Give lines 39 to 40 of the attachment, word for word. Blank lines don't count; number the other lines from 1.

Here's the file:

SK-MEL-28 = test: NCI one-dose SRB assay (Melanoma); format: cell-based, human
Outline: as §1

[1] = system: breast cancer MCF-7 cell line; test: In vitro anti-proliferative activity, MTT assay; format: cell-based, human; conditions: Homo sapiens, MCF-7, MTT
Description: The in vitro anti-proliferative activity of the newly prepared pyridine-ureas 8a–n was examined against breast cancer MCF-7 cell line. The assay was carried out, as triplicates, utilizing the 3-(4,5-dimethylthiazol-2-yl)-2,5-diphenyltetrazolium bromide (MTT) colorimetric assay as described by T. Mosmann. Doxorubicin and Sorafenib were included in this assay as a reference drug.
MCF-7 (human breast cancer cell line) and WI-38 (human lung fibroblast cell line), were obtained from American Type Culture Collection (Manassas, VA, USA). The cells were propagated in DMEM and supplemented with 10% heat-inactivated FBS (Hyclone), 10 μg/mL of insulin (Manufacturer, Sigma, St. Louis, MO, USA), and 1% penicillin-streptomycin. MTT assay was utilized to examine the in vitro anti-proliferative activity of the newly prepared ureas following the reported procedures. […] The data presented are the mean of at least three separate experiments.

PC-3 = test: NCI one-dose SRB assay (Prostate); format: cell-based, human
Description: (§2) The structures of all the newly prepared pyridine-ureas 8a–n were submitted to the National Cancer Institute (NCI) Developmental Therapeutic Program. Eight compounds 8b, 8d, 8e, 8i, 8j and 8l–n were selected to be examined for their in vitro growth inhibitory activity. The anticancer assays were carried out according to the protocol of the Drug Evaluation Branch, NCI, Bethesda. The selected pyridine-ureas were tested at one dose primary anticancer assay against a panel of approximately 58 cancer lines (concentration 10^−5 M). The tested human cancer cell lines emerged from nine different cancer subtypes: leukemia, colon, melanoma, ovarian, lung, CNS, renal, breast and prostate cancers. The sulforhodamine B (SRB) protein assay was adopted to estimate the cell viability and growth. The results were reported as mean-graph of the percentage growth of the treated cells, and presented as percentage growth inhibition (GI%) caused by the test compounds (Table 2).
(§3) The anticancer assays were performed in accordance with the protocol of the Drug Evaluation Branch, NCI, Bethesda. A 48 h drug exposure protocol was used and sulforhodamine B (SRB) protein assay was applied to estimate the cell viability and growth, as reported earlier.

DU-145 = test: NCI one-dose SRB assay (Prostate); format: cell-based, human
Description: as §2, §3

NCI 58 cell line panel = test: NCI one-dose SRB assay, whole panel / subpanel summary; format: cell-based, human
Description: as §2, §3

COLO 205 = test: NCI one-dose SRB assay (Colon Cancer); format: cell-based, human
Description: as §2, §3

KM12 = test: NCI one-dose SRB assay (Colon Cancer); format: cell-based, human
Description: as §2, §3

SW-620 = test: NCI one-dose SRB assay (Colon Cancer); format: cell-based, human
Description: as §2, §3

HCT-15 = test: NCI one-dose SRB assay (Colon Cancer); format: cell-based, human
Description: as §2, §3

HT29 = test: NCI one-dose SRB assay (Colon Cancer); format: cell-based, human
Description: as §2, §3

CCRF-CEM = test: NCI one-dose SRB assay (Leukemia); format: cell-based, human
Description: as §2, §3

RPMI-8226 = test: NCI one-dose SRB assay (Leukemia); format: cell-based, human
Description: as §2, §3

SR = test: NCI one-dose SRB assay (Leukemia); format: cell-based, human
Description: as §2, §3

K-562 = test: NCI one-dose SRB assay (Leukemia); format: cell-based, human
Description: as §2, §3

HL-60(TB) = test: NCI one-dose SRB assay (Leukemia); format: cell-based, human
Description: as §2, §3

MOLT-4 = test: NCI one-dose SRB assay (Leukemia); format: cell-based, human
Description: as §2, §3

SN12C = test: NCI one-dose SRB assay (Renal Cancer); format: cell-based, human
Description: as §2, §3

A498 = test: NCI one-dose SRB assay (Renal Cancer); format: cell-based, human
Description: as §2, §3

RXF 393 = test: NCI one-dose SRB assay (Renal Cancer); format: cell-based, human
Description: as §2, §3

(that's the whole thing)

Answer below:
RXF 393 = test: NCI one-dose SRB assay (Renal Cancer); format: cell-based, human
Description: as §2, §3